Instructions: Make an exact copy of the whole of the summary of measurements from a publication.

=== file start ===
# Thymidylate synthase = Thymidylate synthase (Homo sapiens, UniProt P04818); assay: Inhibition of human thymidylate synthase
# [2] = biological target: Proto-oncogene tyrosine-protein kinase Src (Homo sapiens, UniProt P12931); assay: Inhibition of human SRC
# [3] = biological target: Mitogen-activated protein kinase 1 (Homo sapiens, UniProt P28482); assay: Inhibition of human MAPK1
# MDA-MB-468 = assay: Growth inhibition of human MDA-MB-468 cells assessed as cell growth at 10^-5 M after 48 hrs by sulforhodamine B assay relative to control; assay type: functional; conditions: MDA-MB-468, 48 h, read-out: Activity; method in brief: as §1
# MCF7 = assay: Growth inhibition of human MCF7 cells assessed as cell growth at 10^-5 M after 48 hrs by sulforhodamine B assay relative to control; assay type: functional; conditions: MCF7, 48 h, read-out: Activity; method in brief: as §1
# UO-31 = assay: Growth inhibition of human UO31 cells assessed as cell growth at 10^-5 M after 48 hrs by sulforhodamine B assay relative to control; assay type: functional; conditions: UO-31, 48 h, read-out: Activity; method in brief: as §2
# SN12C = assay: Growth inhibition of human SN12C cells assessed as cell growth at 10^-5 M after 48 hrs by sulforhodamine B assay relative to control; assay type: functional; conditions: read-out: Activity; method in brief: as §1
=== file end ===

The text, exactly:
# Thymidylate synthase = Thymidylate synthase (Homo sapiens, UniProt P04818); assay: Inhibition of human thymidylate synthase
# [2] = biological target: Proto-oncogene tyrosine-protein kinase Src (Homo sapiens, UniProt P12931); assay: Inhibition of human SRC
# [3] = biological target: Mitogen-activated protein kinase 1 (Homo sapiens, UniProt P28482); assay: Inhibition of human MAPK1
# MDA-MB-468 = assay: Growth inhibition of human MDA-MB-468 cells assessed as cell growth at 10^-5 M after 48 hrs by sulforhodamine B assay relative to control; assay type: functional; conditions: MDA-MB-468, 48 h, read-out: Activity; method in brief: as §1
# MCF7 = assay: Growth inhibition of human MCF7 cells assessed as cell growth at 10^-5 M after 48 hrs by sulforhodamine B assay relative to control; assay type: functional; conditions: MCF7, 48 h, read-out: Activity; method in brief: as §1
# UO-31 = assay: Growth inhibition of human UO31 cells assessed as cell growth at 10^-5 M after 48 hrs by sulforhodamine B assay relative to control; assay type: functional; conditions: UO-31, 48 h, read-out: Activity; method in brief: as §2
# SN12C = assay: Growth inhibition of human SN12C cells assessed as cell growth at 10^-5 M after 48 hrs by sulforhodamine B assay relative to control; assay type: functional; conditions: read-out: Activity; method in brief: as §1